Playing a normal guy in this film was Robin Williams’ biggest challenge

Robin Williams is one of the greatest comedians, actors and personalities of all time. Williams is one of those rare artists who hasn’t done that not was unforgettable; Even in his worst films, it’s unlikely you’ll forget what Williams contributed to it. Of course, Williams’s unprecedented standup career made him a comedy titan. It would be tedious to enumerate Williams’ lineup of classic comedies as he managed to attract new audiences with each generation of film fans.

It’s a popular trend these days for actors who are comedic by nature to “deglamourize” themselves to give more dramatic performances, but Williams has never been afraid to tackle more serious subjects. Between Good Will Hunting, Awakenings, Dead Poets Society, Good Morning, Vietnam, Insomnia, The Fisher King, And dead again‘Williams’ dramatic performances were as remarkable as his comedic career. What is remarkable is that in all of these films, Williams never loses his unique energy. He never felt like withdrawing from who he is; He plays larger-than-life characters who take different forms depending on the tone of the film.

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Robin Williams as Dramatic Actor

The world according to Garp-Glenn Close and Robin Williams

Because of this, Williams starred in the 1982 classic as Breakthrough The world according to Garp is such a fascinating chapter in his career. It was Williams’ third film ever, following an appearance in the sketch comedy anthology Can I do it… until I need glasses? and the title role in Robert Altman‘S pop eye (one of the rare mistakes of one of the greatest filmmakers in the business). The world according to Garp is a charming, old-fashioned coming-of-age tale about a writer who chronicles his adventures and uses his experiences to create his stories. However, it’s not TS Garp (Williams) himself who is larger than life; It’s the world and the characters that surround him.

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Williams was asked to do something he had never done before and has rarely done since. He is special not the scene stealer as he was given the more interesting roles Glenn Close And John Lithgow (both received Oscar nominations). A charming young man with big dreams, Garp fits the young hero archetype perfectly. He takes the people who influenced him and turns them into characters. While his readers might have thought this was due to his amazing imagination, Garp’s coming-of-age saga is quite relatable.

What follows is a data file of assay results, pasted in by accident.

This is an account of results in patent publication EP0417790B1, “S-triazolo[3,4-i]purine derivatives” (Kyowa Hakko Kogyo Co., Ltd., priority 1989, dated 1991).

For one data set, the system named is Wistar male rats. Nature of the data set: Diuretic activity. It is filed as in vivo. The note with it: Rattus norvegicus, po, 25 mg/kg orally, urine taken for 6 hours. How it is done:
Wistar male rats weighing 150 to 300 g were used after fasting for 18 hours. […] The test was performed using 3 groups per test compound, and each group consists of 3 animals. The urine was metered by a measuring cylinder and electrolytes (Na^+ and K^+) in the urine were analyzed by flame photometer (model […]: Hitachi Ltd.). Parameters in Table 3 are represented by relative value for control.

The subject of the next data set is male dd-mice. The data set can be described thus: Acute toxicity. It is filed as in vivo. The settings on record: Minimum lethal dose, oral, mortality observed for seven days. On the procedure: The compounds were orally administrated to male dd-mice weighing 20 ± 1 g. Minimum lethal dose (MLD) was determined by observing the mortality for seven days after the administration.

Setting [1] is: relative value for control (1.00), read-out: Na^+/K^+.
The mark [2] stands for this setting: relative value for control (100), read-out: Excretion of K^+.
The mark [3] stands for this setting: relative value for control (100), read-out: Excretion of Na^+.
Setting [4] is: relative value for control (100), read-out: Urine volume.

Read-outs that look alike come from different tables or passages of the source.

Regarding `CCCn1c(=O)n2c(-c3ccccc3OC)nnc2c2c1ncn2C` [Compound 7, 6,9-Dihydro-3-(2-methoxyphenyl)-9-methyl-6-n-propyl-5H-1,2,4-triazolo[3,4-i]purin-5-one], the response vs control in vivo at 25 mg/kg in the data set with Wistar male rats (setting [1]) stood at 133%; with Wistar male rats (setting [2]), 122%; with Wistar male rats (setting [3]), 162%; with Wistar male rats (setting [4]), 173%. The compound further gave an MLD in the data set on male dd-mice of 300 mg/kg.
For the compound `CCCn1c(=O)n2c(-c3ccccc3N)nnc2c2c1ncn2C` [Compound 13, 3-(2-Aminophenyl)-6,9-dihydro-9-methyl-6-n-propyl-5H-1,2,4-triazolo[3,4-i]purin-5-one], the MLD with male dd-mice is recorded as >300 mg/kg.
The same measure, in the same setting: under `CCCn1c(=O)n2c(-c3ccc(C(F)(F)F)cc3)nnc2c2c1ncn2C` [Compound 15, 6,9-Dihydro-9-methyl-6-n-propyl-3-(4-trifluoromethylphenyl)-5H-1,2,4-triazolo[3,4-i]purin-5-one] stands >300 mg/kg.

However, Williams does not act as a source for Garp’s stories. It’s odd to see Williams, best known for his contagious energy, as an observer rather than an instigator. However, The world according to Garp serves as an example of Williams’ unassuming ability to latch on to something for audiences to invest in. Even at his wildest, Williams was always able to infuse his characters with a distinctly human feel. The spirit of Aladdin works on an empathetic dream in which Peter Pan has to accept his childhood Hookand even Mrs Doubtfire has a warmth and sensitivity to her. In The world according to GarpWilliams exemplifies the likable qualities he’s always had and shows that he doesn’t need to crank things up to high for things to work.

The Life of Garp

The world according to Garp

It’s Williams’ attention to detail (and the director’s old-fashioned structure). George Roy Hill) that make Garp’s childhood so interesting. The film follows Garp as he overcomes all the challenges of growing up; He explores his sexuality, competes on his school’s wrestling team and eventually discovers his passion for storytelling. Williams is remarkably tender throughout these scenes. Aside from an extended comedic episode where Garp runs up and down the stairs to impress his mistress Helen Holm (Mary Beth Hunt), it’s an understatement. Garp isn’t looking for stories; They just tend to surround him.